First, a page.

SUMMARY In this work, the characteristics of the metal caps used in wide-mouth glass bottles, screw-lock or pressure-sealed, as well as the different types and sizes on the market, the raw materials used in their manufacture, their most common applications and their closure. CHARACTERISTICS They are known in the market with different names, being the most usual “Twist-Off” or “White-Cap”, both in their day registered trademarks, although there are other variants such as “Vapor Vacuum”, “Press-Seal”, PT, etc. It is a question of several families of metal covers, with a bayonet closure (¼ turn), or by pressure, opening by screw or by vertical thrust. All of them are designed and designed to close glass or plastic bottles, intended for food packaging, and have the common denominator of being made of tin, and use “sealing elements” in the closure made from polyvinyl chloride resins. Since the geometry of the mouths of the glass bottles is circular, the covers are also circular in all cases, and in essence, their design consists of: – A top panel of more or less flat profile – A smooth or ribbed vertical skirt – A peripheral curl as the lower end of the skirt, which may or may not be provided with “nails” for fastening to the threads of the mouth of the bottle Figure 1 shows each of these parts in the section of a lid.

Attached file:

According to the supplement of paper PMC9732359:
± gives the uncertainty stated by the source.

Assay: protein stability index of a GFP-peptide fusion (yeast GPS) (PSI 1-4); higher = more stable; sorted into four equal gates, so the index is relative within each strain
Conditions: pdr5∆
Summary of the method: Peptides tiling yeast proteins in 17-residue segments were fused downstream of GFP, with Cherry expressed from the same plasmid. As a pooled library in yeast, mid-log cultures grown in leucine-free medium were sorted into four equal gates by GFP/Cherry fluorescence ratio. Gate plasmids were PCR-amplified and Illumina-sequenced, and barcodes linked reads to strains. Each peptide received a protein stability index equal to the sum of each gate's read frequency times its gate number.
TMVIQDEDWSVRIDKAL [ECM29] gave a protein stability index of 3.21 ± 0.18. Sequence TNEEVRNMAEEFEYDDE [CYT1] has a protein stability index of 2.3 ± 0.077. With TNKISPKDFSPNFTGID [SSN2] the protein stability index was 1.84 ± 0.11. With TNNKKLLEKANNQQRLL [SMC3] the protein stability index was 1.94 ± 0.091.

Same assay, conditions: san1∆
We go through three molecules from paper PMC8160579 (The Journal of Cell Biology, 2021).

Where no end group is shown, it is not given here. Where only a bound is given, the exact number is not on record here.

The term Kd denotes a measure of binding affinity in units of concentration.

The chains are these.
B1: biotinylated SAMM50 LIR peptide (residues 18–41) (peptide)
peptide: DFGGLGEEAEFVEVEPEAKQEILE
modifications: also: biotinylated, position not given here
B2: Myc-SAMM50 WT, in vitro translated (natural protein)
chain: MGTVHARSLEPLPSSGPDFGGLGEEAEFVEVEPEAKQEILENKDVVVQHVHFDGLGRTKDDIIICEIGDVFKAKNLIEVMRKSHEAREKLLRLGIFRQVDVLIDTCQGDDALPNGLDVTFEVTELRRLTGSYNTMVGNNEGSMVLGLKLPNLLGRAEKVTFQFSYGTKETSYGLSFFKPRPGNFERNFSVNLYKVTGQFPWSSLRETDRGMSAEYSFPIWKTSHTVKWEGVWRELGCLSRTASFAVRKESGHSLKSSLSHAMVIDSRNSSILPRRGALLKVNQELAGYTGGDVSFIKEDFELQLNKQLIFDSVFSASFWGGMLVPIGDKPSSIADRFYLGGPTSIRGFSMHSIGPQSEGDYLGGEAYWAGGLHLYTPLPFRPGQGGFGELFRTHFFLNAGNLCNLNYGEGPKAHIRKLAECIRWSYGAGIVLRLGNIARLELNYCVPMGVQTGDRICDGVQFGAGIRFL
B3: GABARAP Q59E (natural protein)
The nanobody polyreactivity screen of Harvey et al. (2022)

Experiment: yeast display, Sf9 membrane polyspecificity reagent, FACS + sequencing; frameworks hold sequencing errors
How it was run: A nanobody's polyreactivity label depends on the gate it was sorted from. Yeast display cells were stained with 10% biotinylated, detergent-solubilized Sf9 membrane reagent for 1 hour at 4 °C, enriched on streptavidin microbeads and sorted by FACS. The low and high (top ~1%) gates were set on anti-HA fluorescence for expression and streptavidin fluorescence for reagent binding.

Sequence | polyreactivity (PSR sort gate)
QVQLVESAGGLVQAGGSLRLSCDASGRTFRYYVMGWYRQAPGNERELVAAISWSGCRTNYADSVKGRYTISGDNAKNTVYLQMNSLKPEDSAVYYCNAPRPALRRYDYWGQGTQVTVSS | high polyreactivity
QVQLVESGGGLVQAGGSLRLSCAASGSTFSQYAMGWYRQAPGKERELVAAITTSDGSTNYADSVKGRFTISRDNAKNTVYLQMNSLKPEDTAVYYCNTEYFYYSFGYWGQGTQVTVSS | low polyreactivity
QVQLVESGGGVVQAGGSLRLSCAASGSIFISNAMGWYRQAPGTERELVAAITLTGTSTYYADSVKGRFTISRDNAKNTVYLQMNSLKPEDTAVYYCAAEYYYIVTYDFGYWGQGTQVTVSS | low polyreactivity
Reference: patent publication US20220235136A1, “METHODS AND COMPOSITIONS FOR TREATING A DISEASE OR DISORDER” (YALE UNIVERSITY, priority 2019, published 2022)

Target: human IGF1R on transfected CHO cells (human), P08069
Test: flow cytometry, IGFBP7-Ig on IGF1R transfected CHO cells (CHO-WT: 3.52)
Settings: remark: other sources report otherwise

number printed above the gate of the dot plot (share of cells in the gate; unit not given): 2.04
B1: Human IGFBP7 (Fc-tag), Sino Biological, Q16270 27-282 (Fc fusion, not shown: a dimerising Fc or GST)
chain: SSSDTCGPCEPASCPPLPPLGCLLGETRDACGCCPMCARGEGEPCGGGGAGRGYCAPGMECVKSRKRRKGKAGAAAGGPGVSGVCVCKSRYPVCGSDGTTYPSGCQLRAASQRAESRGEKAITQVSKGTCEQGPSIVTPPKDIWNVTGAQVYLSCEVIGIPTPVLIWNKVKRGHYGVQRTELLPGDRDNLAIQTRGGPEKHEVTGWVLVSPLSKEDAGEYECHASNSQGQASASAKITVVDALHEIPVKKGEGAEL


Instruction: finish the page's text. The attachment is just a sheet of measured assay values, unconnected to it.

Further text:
Figure 1: Elements of a metal capsuleIt is precisely the configuration of this curly lower end of the skirt, together with the thickness and hardness of the metal used, and the design of the top panel – flat in some cases and provided with a circular ring in others -, which gives the caps the physical resistance necessary and according to the final destination of them. In the case of metal lids covered internally and externally by several layers of organic coatings, and with closure system by means of sealing elements, which provide a total hermeticity to jars or bottles, it can be stated that the coefficient of permeability is practically nil, as demonstrates the fact that the vacuum initially created in the headspace of the containers at the time of closure, remains constant in value, and invariable in its composition, over time. The most important characteristics of metallic “twist” capsules are that, when required, they all work under the principle of “steam vacuum”, or “mechanical vacuum”. In the first case, its application to the glass jars is done after replacing the air in the head space with superheated steam, which condenses on cooling, thus providing an internal vacuum that, in addition to the task of keeping the lid adhered at the mouth of the bottle, helps to preserve the organoleptic properties of the packaged product of the undesirable effects of the presence of oxygen. In the second case, the air is extracted from the headspace by means of a vacuum pump, the lid behaving in the same manner as described above. Tal como se ha As indicated above, the tightness is achieved by using sealing elements, strategically distributed on the inside of the caps. Its application is done either by injection or by molding. Such elements are, basically, compositions formulated based on polyvinyl chloride resins – plastisols – whose characteristics will be detailed below. Normally the supply of these covers to customers is made in low density polyethylene bag, which are introduced in corrugated boxes of good quality. HISTORICAL FACTS It was the year 1926, when in Chicago (Illinois), under the name of White Cap Co. a new company., Starting from the already known concept of metal lids for glass bottles (crown cap), devised a new generation of lids for jars wide mouth The “White Cap” cap refers to the surname of its inventors, the brothers George, William and Philip White, not the color of the cap, which is often white. They mainly devised the system to trap steam in the head space of a bottle when closing it in a machine, and thus generate a high degree of vacuum inside it, which would allow the subsequent thermal treatment and the permanence of the lid over its mouth. This invention was registered under the “White Cap” brand. Therefore this type of tapas had its cradle in the United States. Soon the Atlantic jumped and in 1932 Metal Box Limited started its manufacture in the United Kingdom. After the Second World War, in 1947 Germany was the second European country that joined its production, in particular it was Schmalbach – Lubeca GMBH the manufacturing company. In 1957 Continental acquired White Cap. Relying on the network of partners and licensees that Continental had worldwide, it continues a rapid development across different continents, especially in Europe. Thus the “twist-off” caps began to be manufactured, in addition to the United Kingdom and Germany, in Holland in 1957 – Thomassen & Drijver-, France in 1958 – Le Bouchage Mecanique – Italy in 1958 – Superbox -, Spain in 1962 – Oleometalgrafica del Sur -, … and successively in other countries. In Latin America, the first manufacturing country was Mexico in 1960 – Envases Generales Continental – followed by Argentina in 1964 – Centenera -. In the East its manufacture began in Japan in 1960 through Toyo Seikan and Australia in 1965 by Containers Ltd. In Africa Metal Box began its manufacture in 1966 in South Africa. TYPES AND SIZES There is a wide variety of types of metal capsules. Among others we can mention: – RTO.- “Regular Twist Off”. Top of several nails that opens by turning a quarter of a turn maximum. See figure 2 – RTS.- “Regular Twist Stepped”. Analogous to the RTO, but with a superior peripheral step, that is to say in the shoulder. See figure 2